Wednesday, August 15, 2012

A Wizard of Earthsea by Ursula Le Guin

Ursula Le Guin’s classic A Wizard of Earthsea was one of those books on the list that I had read before. However I read it many years ago when I was a child, more than once I believe, but I couldn’t remember a huge amount of it, beyond that the main character was called Sparrowhawk and he had attended a school for magic.

This time around it was a lot gentler and less exciting than I remembered. As it was originally written for a younger audience it does seem rather light in tone, not big on the description, but there’s a lot of darkness in it, and Sparrowhawk himself is not a particularly likeable protagonist for much of it, although he does pay a heavy price for his earlier hubris and does his best to put it right.

The plot is simple and easy to follow. A young man grows up in a remote community, shows some aptitude for magic is initially instructed by a local female, and then fostered by a gruff old wizard, eventually being sent to a thriving metropolis to a college where he can hone his abilities. He unleashes a darkness upon the world and spends the rest of the book trying to put right what his actions have caused.

It’s very much a coming of age book and it deals with complex and interesting characters who are neither all good or all bad, but a combination of the two. It’s deeply atmospheric and Le Guin uses her words with economy. The book is one of those that can be read by young or old alike and appreciated for different reasons.

The world was, for the time, rather unique. Earthsea is a collection of islands of varying sizes with their own histories, languages and cultures. Geographically it reminds of the Philippines or Indonesia. Further books explore more of the islands and their culture.   

At the time when A Wizard of Earthsea was published (1968) not many genre books wanted to stray too far from the ground broken by earlier writers. Le Guin dared to do this with her Earthsea concept and it was a welcome change. I rate A Wizard of Earthsea as importantly in the genre as The Lord of the Rings, and I think it’s been almost as influential.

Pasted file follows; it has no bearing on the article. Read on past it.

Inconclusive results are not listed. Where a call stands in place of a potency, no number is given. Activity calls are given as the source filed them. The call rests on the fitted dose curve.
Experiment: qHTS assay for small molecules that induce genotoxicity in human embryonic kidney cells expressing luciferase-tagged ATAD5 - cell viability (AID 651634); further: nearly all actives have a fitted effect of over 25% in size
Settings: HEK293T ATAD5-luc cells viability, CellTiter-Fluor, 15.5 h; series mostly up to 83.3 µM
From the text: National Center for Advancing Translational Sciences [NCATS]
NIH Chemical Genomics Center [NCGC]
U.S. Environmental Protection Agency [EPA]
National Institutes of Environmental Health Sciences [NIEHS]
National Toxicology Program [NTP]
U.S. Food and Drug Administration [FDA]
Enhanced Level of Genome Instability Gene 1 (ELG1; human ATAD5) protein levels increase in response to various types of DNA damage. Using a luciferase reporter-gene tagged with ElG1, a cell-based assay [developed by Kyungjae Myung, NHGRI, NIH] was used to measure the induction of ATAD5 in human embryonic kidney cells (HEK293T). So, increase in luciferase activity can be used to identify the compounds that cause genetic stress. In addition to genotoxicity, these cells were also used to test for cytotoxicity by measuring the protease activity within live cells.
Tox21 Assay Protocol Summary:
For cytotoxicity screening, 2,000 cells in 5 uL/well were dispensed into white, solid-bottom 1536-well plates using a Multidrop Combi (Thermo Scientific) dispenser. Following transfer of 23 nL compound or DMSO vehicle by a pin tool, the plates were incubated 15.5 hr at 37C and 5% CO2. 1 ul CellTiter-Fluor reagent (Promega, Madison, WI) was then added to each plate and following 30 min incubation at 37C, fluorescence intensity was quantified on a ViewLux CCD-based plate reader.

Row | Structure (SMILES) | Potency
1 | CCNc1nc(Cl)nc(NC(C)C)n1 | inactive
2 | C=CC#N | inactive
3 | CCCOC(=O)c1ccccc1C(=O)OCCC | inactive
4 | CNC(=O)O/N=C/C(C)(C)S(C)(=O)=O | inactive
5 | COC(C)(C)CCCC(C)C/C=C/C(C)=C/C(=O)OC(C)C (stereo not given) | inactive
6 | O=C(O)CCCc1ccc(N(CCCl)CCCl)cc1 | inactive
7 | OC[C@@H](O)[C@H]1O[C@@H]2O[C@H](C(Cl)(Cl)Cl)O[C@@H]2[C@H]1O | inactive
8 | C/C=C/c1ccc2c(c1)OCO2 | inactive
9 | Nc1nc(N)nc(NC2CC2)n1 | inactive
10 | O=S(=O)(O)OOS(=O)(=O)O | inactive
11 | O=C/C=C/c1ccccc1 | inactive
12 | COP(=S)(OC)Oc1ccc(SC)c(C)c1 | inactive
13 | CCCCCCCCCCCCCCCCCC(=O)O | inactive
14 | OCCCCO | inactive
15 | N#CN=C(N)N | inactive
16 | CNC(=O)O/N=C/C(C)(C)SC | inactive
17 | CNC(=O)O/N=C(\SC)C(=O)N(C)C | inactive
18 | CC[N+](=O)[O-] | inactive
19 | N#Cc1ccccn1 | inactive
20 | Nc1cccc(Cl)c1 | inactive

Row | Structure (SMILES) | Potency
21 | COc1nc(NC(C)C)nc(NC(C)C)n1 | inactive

It’s take a long time, but over the last 20 years authors have begun to look to A Wizard of Earthsea for inspiration as much as they used to look at The Lord of the Rings. If you wanted to read more of Earthsea, A Wizard of Earthsea is often thought of as a trilogy along with The Tombs of Atuan and The Farthest Shore. A fourth book; Tehanu, came along in 1990, 18 years after The Farthest Shore, and it does largely complete the story begun in A Wizard of Earthsea, although all the books can be read as standalones. Although Tehanu is titled The Last Book of Earthsea, two further books; The Other Wind and Tales from Earthsea (a collection of short stories) came out in 2001. Many say that Harry Potter was significantly influenced by A Wizard of Earthsea, and the idea of a magical college is certainly present, although I think Hogwarts owes it’s creation as much to the British novels of the early to mid 20th century that spoke of boarding school life (Elinor Brent-Dyer, Angela Brazil and Enid Blyton were prominent authors of this type of work) as much as it does to A Wizard of Earthsea. Patrick Rothfuss’ The Name of the Wind contains a section at a magical college which reminded me very much of the same scenes in A Wizard of Earthsea, and Lev Grossman’s Magicians also takes place in a magical college. The latter two are fairly recent publications and owe a great debt to Le Guin’s ground breaking work.  

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